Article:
What I love about fixed cost payments is that they are brilliant when working on small projects as well as new clients! If you have got your first ever client, it can often be a relief to know exactly what is being asked of you and how much you will be getting paid for your time! It removes the panic that comes with setting an hourly rate, and often the price is a good reflection on the level of work needed.
However, the downside here is that it can be very easy to slip into a position where you have agreed to a fixed price with a client, only to realise later down the line that the scope of the project is way bigger than originally suggested!
I prefer to work with fixed price terms for certain parts of my work, for example, if I am working on a technical SEO audits I will scope the project beforehand and charge a fixed price. I tend to know exactly what is involved and the time it will take me, so a fixed price is perfectly fine! I am unlikely to come across any hidden demands that will result in unprecedented hours of my day at no extra cost to my client.
It is important to consider the scope of your project before you determine the most appropriate payment method because this can really have an impact on how much you will come away with vs. the hours spent on the job!
Vs. Retainer Billing
I find this to be the most beneficial method of payment not only for me as a freelancer, but also for the client. It is important to remember that whilst your goal is to provide a living for yourself, it is just as important to keep your client happy, or they will simply look elsewhere!
With a retainer you can get the best of both worlds – your client is able to get a commitment from you that the work they have paid for is going to get done. And you are guaranteed an income of money and regular work with your client – happy days! As a word of advice It makes sense to always set clear goals for the project when using a retainer. It can be easy for a retainer to get out of hand as a client leans on you for extra work outside of the scope of the project. I tend to have ‘loose’ working days too where I let the client know they will get approximately xx working days for their monthly payment.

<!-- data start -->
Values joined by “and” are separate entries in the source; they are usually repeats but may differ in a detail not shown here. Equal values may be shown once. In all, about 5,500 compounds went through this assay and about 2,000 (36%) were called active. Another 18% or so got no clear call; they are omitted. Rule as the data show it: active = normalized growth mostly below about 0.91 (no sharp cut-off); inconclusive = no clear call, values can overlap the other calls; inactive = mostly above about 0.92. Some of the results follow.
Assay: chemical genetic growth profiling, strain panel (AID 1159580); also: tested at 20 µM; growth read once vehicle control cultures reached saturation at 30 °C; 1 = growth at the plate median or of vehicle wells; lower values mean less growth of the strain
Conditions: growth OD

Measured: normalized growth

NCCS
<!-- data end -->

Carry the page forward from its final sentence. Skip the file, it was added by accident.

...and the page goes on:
There are of course some drawbacks to retainer billing, as with all these payment methods. With retainer billing you have got to be on the ball with your time management, you have made an agreement and commitment that must be adhered to if you want to keep a good reputation. This can be no issue if you are well-organised or just starting out and only have a few clients. For seasoned freelancers, however, with a large portfolio of clients, it is imperative that time is managed well to allow you to spend the necessary hours required to reach the agreed goals of the campaign, without letting your other clients fall by the wayside!
So, Which Is Best?
It can really be a lot to take in, hourly rates, fixed rate, retainer prices – and that is before you factor in everything else you have to think of as a freelancer!
The benefits of doing your research will really help you make the best decision for the services you offer as a freelancer and for the specific project at hand. Take it from someone who has perhaps lost money through making easy payment mistakes that could have been avoided had I had the confidence from the beginning of what to charge for each and every project.
There is no right or wrong answer to which payment method is best for you. If like me you offer a variety of services, there is a strong chance that you will end up using more than one method depending on the type of work you are doing!
My advice would be to always do your research, and always arrange the terms of your payment before the project starts and get these terms within a contract. This way you will have a good idea of the scope of the work, and can decide accordingly how best to get paid!